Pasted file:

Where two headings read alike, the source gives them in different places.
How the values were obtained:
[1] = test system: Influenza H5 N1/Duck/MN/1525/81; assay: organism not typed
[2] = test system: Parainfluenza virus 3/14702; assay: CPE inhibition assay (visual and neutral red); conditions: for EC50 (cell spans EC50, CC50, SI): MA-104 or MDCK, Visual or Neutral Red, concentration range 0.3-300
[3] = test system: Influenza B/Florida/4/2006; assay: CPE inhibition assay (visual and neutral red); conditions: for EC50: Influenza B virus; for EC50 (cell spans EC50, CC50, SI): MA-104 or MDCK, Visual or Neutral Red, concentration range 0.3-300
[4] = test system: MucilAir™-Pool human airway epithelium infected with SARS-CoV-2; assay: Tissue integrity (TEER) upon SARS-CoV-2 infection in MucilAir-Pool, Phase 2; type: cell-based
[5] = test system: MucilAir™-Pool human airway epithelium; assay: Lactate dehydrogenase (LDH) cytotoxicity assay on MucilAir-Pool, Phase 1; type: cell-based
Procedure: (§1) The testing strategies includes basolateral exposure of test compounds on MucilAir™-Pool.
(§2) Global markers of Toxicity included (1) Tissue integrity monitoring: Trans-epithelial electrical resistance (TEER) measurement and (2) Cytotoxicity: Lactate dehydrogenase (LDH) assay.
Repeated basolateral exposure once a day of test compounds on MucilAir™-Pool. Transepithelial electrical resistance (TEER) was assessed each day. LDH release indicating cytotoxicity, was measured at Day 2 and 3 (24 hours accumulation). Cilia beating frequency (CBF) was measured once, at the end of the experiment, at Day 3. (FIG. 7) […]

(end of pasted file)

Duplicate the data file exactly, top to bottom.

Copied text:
Where two headings read alike, the source gives them in different places.
How the values were obtained:
[1] = test system: Influenza H5 N1/Duck/MN/1525/81; assay: organism not typed
[2] = test system: Parainfluenza virus 3/14702; assay: CPE inhibition assay (visual and neutral red); conditions: for EC50 (cell spans EC50, CC50, SI): MA-104 or MDCK, Visual or Neutral Red, concentration range 0.3-300
[3] = test system: Influenza B/Florida/4/2006; assay: CPE inhibition assay (visual and neutral red); conditions: for EC50: Influenza B virus; for EC50 (cell spans EC50, CC50, SI): MA-104 or MDCK, Visual or Neutral Red, concentration range 0.3-300
[4] = test system: MucilAir™-Pool human airway epithelium infected with SARS-CoV-2; assay: Tissue integrity (TEER) upon SARS-CoV-2 infection in MucilAir-Pool, Phase 2; type: cell-based
[5] = test system: MucilAir™-Pool human airway epithelium; assay: Lactate dehydrogenase (LDH) cytotoxicity assay on MucilAir-Pool, Phase 1; type: cell-based
Procedure: (§1) The testing strategies includes basolateral exposure of test compounds on MucilAir™-Pool.
(§2) Global markers of Toxicity included (1) Tissue integrity monitoring: Trans-epithelial electrical resistance (TEER) measurement and (2) Cytotoxicity: Lactate dehydrogenase (LDH) assay.
Repeated basolateral exposure once a day of test compounds on MucilAir™-Pool. Transepithelial electrical resistance (TEER) was assessed each day. LDH release indicating cytotoxicity, was measured at Day 2 and 3 (24 hours accumulation). Cilia beating frequency (CBF) was measured once, at the end of the experiment, at Day 3. (FIG. 7) […]